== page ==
Namibia records improved economic activity

The Bank of Namibia (BoN) says activity in the domestic economy improved during the second quarter of the year, attributed to improved performance in the tertiary industry.

“Improvements in the tertiary industry were mainly observed in sectors such as wholesale and retail trade, information and communication, and transport. Real turnover in the wholesale and retail trade sector increased due to base effects, following the COVID-19 related lockdown measures instituted during the second quarter of 2020,” the central bank said.

BoN said the mining, agricultural, construction and manufacturing sectors, however, continued to record negative growth.

“Activity in the mining sector slowed on the back of lower production registered in diamonds, uranium and zinc concentrate. Livestock marketing activity in the agricultural sector declined due to restocking by farmers. The construction sector slowed as both Government and private construction works weakened. Similarly, manufacturing sector activity continued to be dragged down by lower throughput of basic metals, following the halt in production of refined zinc since May of 2020,” the apex bank said

BoN said the total Government debt stock stood at N$118.9 billion at the end of June 2021, representing a yearly and quarterly increase of 17.5 percent and 7.7 percent, respectively.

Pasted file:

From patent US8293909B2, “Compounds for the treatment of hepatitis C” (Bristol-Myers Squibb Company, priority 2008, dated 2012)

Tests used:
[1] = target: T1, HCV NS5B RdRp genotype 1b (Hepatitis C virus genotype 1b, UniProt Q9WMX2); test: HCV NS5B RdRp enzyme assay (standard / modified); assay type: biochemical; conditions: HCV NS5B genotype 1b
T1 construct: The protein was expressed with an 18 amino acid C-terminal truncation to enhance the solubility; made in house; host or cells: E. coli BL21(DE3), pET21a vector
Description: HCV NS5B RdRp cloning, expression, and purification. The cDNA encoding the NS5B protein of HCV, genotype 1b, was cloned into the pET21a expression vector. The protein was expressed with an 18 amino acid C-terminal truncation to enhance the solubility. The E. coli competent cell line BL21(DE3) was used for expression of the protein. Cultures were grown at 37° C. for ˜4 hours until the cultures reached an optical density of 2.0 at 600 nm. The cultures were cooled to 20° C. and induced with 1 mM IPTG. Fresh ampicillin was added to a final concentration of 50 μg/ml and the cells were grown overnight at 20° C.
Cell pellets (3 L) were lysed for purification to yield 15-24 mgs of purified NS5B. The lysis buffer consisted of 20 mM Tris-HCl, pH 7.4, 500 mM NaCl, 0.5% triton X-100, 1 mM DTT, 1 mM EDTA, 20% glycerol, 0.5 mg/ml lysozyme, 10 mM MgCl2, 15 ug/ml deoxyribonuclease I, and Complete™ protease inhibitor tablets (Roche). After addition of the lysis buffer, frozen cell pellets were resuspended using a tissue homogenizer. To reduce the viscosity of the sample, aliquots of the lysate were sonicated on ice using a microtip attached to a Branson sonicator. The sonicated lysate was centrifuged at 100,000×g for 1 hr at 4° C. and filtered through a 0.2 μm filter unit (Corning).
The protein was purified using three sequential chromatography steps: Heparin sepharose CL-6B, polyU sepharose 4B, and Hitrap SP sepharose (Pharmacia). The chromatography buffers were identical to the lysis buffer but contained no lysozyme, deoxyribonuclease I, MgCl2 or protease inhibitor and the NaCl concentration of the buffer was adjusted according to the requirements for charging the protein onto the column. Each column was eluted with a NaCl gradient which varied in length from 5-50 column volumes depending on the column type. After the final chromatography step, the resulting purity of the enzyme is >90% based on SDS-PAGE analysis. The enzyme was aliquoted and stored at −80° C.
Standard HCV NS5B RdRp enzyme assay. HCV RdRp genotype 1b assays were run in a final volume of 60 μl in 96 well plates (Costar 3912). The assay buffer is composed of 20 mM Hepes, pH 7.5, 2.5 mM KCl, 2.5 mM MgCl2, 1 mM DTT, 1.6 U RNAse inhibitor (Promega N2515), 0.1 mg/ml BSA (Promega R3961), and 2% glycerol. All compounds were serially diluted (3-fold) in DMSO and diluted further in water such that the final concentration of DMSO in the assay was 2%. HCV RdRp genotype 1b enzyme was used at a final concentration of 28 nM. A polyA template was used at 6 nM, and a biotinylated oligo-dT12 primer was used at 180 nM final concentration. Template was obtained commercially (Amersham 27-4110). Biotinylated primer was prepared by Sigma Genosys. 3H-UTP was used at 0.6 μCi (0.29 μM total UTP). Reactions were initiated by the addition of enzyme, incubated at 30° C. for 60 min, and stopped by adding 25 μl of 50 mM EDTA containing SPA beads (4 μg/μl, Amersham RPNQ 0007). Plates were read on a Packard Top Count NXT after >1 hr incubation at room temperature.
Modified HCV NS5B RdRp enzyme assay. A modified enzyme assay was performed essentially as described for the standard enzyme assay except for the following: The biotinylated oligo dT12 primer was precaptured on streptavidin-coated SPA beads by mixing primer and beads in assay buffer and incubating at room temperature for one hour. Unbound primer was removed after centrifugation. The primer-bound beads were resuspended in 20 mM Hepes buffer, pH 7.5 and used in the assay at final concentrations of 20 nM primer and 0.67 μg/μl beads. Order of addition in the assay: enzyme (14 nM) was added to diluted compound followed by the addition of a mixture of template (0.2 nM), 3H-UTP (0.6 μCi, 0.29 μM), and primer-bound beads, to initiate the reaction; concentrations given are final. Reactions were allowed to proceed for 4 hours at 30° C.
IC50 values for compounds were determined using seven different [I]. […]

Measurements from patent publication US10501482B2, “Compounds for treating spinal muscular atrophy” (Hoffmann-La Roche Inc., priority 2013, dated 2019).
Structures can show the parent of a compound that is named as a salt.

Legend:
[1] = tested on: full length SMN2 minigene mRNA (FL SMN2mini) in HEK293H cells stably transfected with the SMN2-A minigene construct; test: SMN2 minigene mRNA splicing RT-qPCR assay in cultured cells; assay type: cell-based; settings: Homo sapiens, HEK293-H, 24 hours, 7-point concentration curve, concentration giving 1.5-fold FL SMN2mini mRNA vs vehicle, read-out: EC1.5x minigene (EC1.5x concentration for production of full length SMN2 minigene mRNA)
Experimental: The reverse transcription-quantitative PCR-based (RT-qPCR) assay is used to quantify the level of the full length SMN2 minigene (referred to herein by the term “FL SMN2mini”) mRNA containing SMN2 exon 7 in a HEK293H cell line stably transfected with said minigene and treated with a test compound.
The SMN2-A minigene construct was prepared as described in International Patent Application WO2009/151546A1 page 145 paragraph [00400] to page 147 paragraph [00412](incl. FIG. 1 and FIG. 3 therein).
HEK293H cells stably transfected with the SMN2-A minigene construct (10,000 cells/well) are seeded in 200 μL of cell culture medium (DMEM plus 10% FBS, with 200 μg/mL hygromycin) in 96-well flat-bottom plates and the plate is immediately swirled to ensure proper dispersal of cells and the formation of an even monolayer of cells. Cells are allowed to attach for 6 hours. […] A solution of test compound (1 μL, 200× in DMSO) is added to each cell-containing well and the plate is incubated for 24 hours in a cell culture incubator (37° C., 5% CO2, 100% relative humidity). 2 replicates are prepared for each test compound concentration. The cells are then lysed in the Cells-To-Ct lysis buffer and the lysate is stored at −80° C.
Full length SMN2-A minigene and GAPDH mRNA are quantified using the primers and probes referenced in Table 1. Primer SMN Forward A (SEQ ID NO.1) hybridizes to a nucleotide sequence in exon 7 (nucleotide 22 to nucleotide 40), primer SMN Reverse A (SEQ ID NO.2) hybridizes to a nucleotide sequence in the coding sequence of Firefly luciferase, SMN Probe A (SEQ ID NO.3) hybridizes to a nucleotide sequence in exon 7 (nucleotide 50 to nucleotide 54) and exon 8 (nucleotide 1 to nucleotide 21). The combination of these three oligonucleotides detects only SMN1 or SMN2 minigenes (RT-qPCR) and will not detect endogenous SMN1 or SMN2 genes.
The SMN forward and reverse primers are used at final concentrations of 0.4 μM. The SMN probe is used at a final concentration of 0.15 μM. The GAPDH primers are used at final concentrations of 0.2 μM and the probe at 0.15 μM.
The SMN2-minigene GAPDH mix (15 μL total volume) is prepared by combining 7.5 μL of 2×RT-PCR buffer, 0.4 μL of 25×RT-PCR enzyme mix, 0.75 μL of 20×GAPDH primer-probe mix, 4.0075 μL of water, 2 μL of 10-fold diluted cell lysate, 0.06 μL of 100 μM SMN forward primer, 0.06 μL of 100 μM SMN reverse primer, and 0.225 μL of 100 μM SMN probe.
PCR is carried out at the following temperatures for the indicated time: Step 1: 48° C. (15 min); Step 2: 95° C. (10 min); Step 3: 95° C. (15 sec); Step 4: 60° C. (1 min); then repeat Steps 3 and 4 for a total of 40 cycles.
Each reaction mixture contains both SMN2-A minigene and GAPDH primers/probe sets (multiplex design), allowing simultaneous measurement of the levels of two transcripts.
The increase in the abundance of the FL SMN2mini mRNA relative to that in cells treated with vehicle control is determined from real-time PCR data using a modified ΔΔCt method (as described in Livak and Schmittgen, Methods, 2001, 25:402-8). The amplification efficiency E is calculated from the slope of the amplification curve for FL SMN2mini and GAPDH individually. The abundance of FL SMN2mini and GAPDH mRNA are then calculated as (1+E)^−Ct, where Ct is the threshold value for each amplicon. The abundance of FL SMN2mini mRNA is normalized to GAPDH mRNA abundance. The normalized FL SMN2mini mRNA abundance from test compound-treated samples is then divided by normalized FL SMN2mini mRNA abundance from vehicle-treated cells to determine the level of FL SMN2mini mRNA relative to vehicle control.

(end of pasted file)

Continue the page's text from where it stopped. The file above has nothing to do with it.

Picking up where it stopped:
“Central Government’s debt stock rose over the year to the end of June 2021, owing to further issuances of Government securities as well as loans from the International Monetary Fund and the African Development Bank to finance the budget deficit. The increases on a yearly and quarterly basis were driven by a rise in the issuance of both Treasury Bills and Internal Registered Stock, coupled with the disbursement of the IMF loan and supplementary financing from the AfDB to finance the budget deficit. As a percentage of GDP, Government debt rose on a yearly basis by 6.9 percentage points to 63.2 percent compared to a year ago. Central Government loan guarantees declined during the period under review, mainly due to repayments of foreign loans which were guaranteed by government for the energy and transport sectors, as well as the appreciation of the Namibia Dollar against the US Dollar.”

The stock of international reserves remained sufficient to support the currency peg, while the Namibia Dollar appreciated against major trading currencies during the period according to BoN.

“The stock of international reserves stood at N$41.8 billion at the end of June 2021, equivalent to an import cover of 6.3 months. The Namibia Dollar strengthened against major trading currencies during the second quarter of 2021, underpinned mainly by the COVID-19 base effects and stronger international commodity prices. Moreover, the real effective exchange rate appreciated during the period under review, signaling a moderate decline in competitiveness of Namibia’s export products in foreign markets,” the central bank said.

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